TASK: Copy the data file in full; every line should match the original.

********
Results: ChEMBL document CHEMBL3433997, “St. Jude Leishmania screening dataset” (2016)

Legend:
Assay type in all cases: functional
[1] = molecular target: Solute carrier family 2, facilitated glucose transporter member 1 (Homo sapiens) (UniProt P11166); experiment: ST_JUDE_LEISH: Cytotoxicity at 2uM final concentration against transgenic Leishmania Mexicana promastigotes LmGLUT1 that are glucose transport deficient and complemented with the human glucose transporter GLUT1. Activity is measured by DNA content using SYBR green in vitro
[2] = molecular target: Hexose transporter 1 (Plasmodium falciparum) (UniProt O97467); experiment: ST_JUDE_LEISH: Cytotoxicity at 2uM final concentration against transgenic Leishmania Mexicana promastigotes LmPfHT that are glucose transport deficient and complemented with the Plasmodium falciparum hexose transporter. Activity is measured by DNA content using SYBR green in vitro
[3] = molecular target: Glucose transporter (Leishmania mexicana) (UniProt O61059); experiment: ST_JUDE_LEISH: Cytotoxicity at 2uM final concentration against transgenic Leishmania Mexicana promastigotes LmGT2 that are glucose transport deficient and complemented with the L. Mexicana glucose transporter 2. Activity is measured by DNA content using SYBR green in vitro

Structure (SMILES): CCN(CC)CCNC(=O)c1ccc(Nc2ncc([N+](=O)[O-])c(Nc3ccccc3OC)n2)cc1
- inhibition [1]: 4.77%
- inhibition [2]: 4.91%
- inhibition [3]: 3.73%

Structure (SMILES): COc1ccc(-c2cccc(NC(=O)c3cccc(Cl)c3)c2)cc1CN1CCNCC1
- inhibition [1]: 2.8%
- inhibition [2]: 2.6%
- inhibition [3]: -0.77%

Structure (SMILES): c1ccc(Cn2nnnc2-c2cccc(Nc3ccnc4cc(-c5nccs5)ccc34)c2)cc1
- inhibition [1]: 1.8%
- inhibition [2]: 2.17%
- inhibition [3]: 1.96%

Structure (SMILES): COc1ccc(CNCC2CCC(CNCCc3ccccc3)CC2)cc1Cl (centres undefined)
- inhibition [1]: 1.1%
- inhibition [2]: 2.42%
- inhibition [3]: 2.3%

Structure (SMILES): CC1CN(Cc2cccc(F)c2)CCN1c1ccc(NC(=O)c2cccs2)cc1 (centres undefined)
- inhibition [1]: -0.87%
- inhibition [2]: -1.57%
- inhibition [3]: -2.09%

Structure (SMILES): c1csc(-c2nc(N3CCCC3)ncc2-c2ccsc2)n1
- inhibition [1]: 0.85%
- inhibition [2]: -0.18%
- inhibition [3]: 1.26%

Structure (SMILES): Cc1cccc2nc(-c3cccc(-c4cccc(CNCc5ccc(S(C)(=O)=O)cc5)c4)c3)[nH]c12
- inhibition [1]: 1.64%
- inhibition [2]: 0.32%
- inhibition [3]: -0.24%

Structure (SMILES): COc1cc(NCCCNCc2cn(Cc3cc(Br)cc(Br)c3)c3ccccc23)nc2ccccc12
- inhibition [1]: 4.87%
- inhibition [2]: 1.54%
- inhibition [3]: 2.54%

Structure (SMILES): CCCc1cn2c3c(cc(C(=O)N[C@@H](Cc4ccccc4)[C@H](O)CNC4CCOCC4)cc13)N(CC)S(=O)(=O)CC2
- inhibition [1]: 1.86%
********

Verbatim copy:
Results: ChEMBL document CHEMBL3433997, “St. Jude Leishmania screening dataset” (2016)

Legend:
Assay type in all cases: functional
[1] = molecular target: Solute carrier family 2, facilitated glucose transporter member 1 (Homo sapiens) (UniProt P11166); experiment: ST_JUDE_LEISH: Cytotoxicity at 2uM final concentration against transgenic Leishmania Mexicana promastigotes LmGLUT1 that are glucose transport deficient and complemented with the human glucose transporter GLUT1. Activity is measured by DNA content using SYBR green in vitro
[2] = molecular target: Hexose transporter 1 (Plasmodium falciparum) (UniProt O97467); experiment: ST_JUDE_LEISH: Cytotoxicity at 2uM final concentration against transgenic Leishmania Mexicana promastigotes LmPfHT that are glucose transport deficient and complemented with the Plasmodium falciparum hexose transporter. Activity is measured by DNA content using SYBR green in vitro
[3] = molecular target: Glucose transporter (Leishmania mexicana) (UniProt O61059); experiment: ST_JUDE_LEISH: Cytotoxicity at 2uM final concentration against transgenic Leishmania Mexicana promastigotes LmGT2 that are glucose transport deficient and complemented with the L. Mexicana glucose transporter 2. Activity is measured by DNA content using SYBR green in vitro

Structure (SMILES): CCN(CC)CCNC(=O)c1ccc(Nc2ncc([N+](=O)[O-])c(Nc3ccccc3OC)n2)cc1
- inhibition [1]: 4.77%
- inhibition [2]: 4.91%
- inhibition [3]: 3.73%

Structure (SMILES): COc1ccc(-c2cccc(NC(=O)c3cccc(Cl)c3)c2)cc1CN1CCNCC1
- inhibition [1]: 2.8%
- inhibition [2]: 2.6%
- inhibition [3]: -0.77%

Structure (SMILES): c1ccc(Cn2nnnc2-c2cccc(Nc3ccnc4cc(-c5nccs5)ccc34)c2)cc1
- inhibition [1]: 1.8%
- inhibition [2]: 2.17%
- inhibition [3]: 1.96%

Structure (SMILES): COc1ccc(CNCC2CCC(CNCCc3ccccc3)CC2)cc1Cl (centres undefined)
- inhibition [1]: 1.1%
- inhibition [2]: 2.42%
- inhibition [3]: 2.3%

Structure (SMILES): CC1CN(Cc2cccc(F)c2)CCN1c1ccc(NC(=O)c2cccs2)cc1 (centres undefined)
- inhibition [1]: -0.87%
- inhibition [2]: -1.57%
- inhibition [3]: -2.09%

Structure (SMILES): c1csc(-c2nc(N3CCCC3)ncc2-c2ccsc2)n1
- inhibition [1]: 0.85%
- inhibition [2]: -0.18%
- inhibition [3]: 1.26%

Structure (SMILES): Cc1cccc2nc(-c3cccc(-c4cccc(CNCc5ccc(S(C)(=O)=O)cc5)c4)c3)[nH]c12
- inhibition [1]: 1.64%
- inhibition [2]: 0.32%
- inhibition [3]: -0.24%

Structure (SMILES): COc1cc(NCCCNCc2cn(Cc3cc(Br)cc(Br)c3)c3ccccc23)nc2ccccc12
- inhibition [1]: 4.87%
- inhibition [2]: 1.54%
- inhibition [3]: 2.54%

Structure (SMILES): CCCc1cn2c3c(cc(C(=O)N[C@@H](Cc4ccccc4)[C@H](O)CNC4CCOCC4)cc13)N(CC)S(=O)(=O)CC2
- inhibition [1]: 1.86%